“Indonesians are staging protests against shrinking gasoline subsidies in a nation where nearly half the population of 235 million lives on less than $2 a day. And there are now 887 million vehicles in the world, up from 553 million vehicles just 15 years ago, and on track to nearly double to a billion by 2012, according to London-based consultancy Global Insight.
“So as oil prices have soared, average U.S. [gasoline] prices have gone up 144 percent in the past five years – from $1.67 in May 2003 to $4.02 a gallon this month, according to the U.S. Energy Information Administration. Over the same period, gas prices in France went up 117 percent to $9.66 a gallon.
“Proposals by U.S. presidential candidates John McCain and Hillary Clinton to suspend federal gas taxes this summer would lower the price tag – but have little effect on the underlying oil price. French President Nicholas Sarkozy has urged the EU to cut value-added tax on fuel.
“French fishermen and farmers, who need fuel for their trawlers and tractors, say their livelihoods are threatened by soaring prices and have blocked oil terminals around France and shipping traffic on the English Channel to demand government help. Italian, Portuguese and Spanish fisherman joined them and went on strike Friday. British and Bulgarian truckers are staging fuel protests, too.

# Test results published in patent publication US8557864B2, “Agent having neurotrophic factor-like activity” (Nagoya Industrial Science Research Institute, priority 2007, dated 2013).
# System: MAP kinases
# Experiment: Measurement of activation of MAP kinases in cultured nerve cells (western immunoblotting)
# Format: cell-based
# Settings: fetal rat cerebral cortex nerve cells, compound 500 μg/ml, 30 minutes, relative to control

“Turkey faces similar problems – and even higher prices – $11.29 a gallon, which for a full tank in a midsize car can reach nearly $200, enough for a domestic plane ticket.”
This is just the tip of the iceberg…
How do people deal with higher gas prices? Of course, they economize. In the Philadelphia area, for example, Triple A reports that they buy less gasoline…and then run out. AAA is getting twice as many calls from stranded motorists with empty tanks.
Consumer confidence is out of gas too – at its lowest reading in 28 years. And no wonder; house prices are still falling…while consumer prices are going up much more quickly than CPI numbers suggest.
On the housing front, the Boston Globe reports that some nearby cities have seen property prices fall by as much as 33% in the last year. And the New York Times adds that the housing problem is “trickling up” to the upper middle class. It may have begun with marginal subprime borrowers, says the paper, but now even expensive houses in good neighborhoods are getting marketed down…and taking much longer to sell. God forbid that you need to sell in a hurry; sellers have little bargaining power.
And thank God for those rebate checks. They’ll buy nearly 300 gallons of gasoline for every man, woman, and child in the country. That ought to keep the nation rolling for a bit longer…
*** Back to our theme. What was it? Oh yes, Peak Food. Well, we won’t actually have anything to say on the subject until later in the week. For today, we merely observe that people are ready to believe practically anything. In the early ’70s, they seemed to believe that we would all “starve…in the dark” as the world ran out of vital supplies. Then, in the ’90s (and still today) most people came to believe that there is nothing to worry about…that new supplies will always come forward just when they are needed.
Markets and Money